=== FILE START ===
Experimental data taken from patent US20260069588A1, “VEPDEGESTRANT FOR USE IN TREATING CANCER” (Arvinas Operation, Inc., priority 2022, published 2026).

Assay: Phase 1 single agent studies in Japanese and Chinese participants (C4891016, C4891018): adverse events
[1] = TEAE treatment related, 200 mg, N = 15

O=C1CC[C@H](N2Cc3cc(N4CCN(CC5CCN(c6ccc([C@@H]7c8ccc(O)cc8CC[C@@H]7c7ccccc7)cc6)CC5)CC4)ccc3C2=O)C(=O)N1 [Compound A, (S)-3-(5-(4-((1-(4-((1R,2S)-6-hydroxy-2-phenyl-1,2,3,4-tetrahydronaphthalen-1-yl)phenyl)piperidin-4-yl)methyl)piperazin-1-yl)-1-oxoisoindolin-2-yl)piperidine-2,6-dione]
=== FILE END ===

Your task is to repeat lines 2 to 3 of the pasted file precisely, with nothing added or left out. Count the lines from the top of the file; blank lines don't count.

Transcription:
Assay: Phase 1 single agent studies in Japanese and Chinese participants (C4891016, C4891018): adverse events
[1] = TEAE treatment related, 200 mg, N = 15